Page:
I had the chance to attend the 3D4ever Conference event last week, a joint event by the Digital Preservation Coalition and Wellcome Library to encourage cultural heritage professionals to understand and undertake 3D scanning and its challenges.
I didn’t have too much experience in photometry and 3D imaging but I highly recommend it. It was amazing to see the immense range of ideas and projects discussed by the speakers and this made me realise how 3D imaging technology advancements have opened up so many opportunities for museums and the heritage sector. As professionals, we must study and promote this evolving technology because it brings exciting opportunities to research and also to engage in new ways with our audiences.
William Kilbride, Executive Director
of the Digital Preservation Coalition
I was inspired by the workshops and talks, and during the day I was developing ideas in my mind which I could take back to my own workplace and utilise in future projects. I think the key message I took home, which all the speakers touched on, was the challenges of creating, sharing and preserving 3D data. I found the whole day very productive, and especially the workshop about photometry given by Sophie Dixon and Edward Silverton which showed us a brilliant approach of how to set up a studio with the minimum amount of equipment necessary to complete the full 3D imaging process.
For me, one of the most striking statements of the conference came from Stuart Jeffrey from Glasgow School of Art, who said, ‘we need to have open access to data and share those experiences but it is important to find a balance between full access and low access.’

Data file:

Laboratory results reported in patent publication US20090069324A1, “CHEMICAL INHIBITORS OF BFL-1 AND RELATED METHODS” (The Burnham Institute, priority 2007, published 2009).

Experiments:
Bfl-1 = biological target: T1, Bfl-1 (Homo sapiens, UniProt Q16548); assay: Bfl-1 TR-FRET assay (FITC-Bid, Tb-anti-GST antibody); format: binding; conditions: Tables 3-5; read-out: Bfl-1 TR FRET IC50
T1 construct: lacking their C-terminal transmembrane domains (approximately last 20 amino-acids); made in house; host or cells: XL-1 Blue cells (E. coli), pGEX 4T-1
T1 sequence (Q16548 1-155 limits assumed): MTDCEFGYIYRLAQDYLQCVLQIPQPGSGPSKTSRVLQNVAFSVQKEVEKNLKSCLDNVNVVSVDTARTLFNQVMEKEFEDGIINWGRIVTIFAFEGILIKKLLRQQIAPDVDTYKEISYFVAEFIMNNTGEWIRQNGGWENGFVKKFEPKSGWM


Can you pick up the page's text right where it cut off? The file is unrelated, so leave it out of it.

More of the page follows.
Stuart Jeffrey Research Fellow in International Heritage Visualisation at
the School of Simulation and Visualisation of the Glasgow School of Art
Another key speaker was Helen Hardy, Digital Collections Programme Manager at Natural History Museum. Helen spoke brilliantly about the importance of data preservation and brought to the audience the challenge of joining up natural history data from around the globe.
For example, it’s important for archaeologists to share their findings. Anthony Corns technology Manager at The Discovery Programme showed us his 3D models of Ireland's iconic sites and objects.
After this amazing presentation, I realised the importance of this new technology in the study of material remains and how difficult it was few years ago to share these objects, until the arrival of new visual platforms like Sketchfab which gives instant access of the 3D models, creating a new experience for the public and allows archaeologists to compare objects instantly.
I can summarise the day with a good remark from one presentation: ‘Be as liberal as possible with 3D data, as great things can be done with it. Otherwise it'll go stale.’
You can find more information related to the conference through the 3D4ever hashtag
Transforming Archives trainee